‘The Dreams We Hold’: Jim Hodges on His Loving and Profound New Memorial in NYC, ‘Craig’s Closet’

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An open closet now stands in New York’s AIDS Memorial Park. In it are hangers and hoodies, stacked boxes and folded weekend bags. The structure looks, in other words, like a generic storage space. It is and it isn’t.  

The piece, called Craig’s Closet (2023), was created by artist Jim Hodges as a memorial to the more than 100,000 New Yorkers who have died as part of the HIV/AIDS epidemic—more than a few of whom he called friends and colleagues. It’s built to scale in granite and bronze and painted in an eerie, funereal black.  

You needn’t know the name of Hodges’s sculpture to understand that it was based on a particular person. The specificity of the artwork, right down to the wrinkles on the shirts, reveals that the piece was an act of recreation rather than strict imagination. But despite the attention to detail, we still don’t know who Craig is. We don’t know their surname or relationship to the artist; we don’t know if they died or how.   

Hodges, for his part, is not interested in sharing that information. He doesn’t want speculation about his relationship to the subject to distract from the universal valence of the piece. 

“The personal is all evident within the work itself,” he said in an interview. “I think to expand on that narrative takes away the focus of the object and I would prefer not to do that.”  

This is one of many tensions at the heart of the artwork. Craig’s Closet is intimate yet anonymous. Its material is hard but its subject matter is soft. Like most public pieces, it’s tough and heavy, built to withstand weather and crowds; but what it symbolizes is the opposite: the fragility of life.  

Jim Hodges, Craig’s Closet (2023), detail. © Jim Hodges. Courtesy of the artist and Gladstone Gallery. Photo: Daniel Greer.

Hodges, who lives and works in New York, moved to the city as an upstart artist back in the mid-1980s, during the height of the HIV/AIDS epidemic. He absolutely did know many who were impacted by the crisis, including his close friend Felix Gonzalez-Torres, who died from an AIDS-related illness in 1996.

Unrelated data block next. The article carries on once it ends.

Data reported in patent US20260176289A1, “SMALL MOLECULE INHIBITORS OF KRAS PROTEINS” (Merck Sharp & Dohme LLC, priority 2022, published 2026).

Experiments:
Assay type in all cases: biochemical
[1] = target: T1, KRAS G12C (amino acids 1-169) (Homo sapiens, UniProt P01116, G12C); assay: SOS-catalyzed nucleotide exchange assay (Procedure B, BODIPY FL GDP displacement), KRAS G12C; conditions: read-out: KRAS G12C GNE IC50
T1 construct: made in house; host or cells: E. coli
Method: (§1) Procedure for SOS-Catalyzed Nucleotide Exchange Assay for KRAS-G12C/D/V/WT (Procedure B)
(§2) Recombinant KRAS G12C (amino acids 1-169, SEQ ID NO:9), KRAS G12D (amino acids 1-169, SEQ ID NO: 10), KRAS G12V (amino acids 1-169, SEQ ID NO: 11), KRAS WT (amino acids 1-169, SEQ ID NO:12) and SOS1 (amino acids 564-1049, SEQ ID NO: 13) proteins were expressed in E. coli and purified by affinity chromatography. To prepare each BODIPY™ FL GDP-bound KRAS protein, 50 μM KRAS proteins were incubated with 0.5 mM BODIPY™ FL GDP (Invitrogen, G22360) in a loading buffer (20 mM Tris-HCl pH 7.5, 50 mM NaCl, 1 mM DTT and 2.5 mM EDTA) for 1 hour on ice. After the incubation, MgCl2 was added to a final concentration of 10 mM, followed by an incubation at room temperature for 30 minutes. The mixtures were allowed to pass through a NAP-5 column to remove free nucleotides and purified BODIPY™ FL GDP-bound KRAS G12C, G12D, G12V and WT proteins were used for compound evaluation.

But when asked about these experiences Hodges again hedged, insisting that his sculpture points outward rather than back at himself.  

He instead directed attention to the history of the site on which his artwork stands. Nearby is St. Vincent’s Hospital, a facility once referred to as “ground zero” of the AIDS epidemic, as well as to the neighborhood haunts of Greenwich Village, home to generations of artists, activists, and performers. 

Hodges said the goal of the piece was to “utilize that space and its proximity and context as a kind of portal of expansion for people to enter from their own points of reference.” Fittingly, the bare back of the sculpture is reflective: “One being able to catch a glimpse of themselves in the work is important to me,” he added.  

That Hodges settled on the closet, an already loaded metaphor, for his memorial says a lot about his intentions. The sculpture subverts the site as a space in which identities are concealed. Instead, it presents the closete as a kind of stage on which we place all the little tokens of our lives.  

“The scene is set, and narratives blossom whenever the doors swing open,” the artist wrote in a description of his piece. “This opening gives us a reminder, an understanding of who we are, where we have been, secrets, and the dreams we hold.” 

Jim Hodges, Craig’s Closet (2023), detail. © Jim Hodges. Courtesy of the artist and Gladstone Gallery. Photo: Daniel Greer.

The care with which Hodges crafted the sculpture hints at just how personal it is to him, even if he declines to talk about it. “An awful lot of love goes into making a work that you want people to feel,” he said. “That’s the standard: loving it.”  

Craig’s Closet (2023) is on view now through May of 2024 in the New York City AIDS Memorial Park. 

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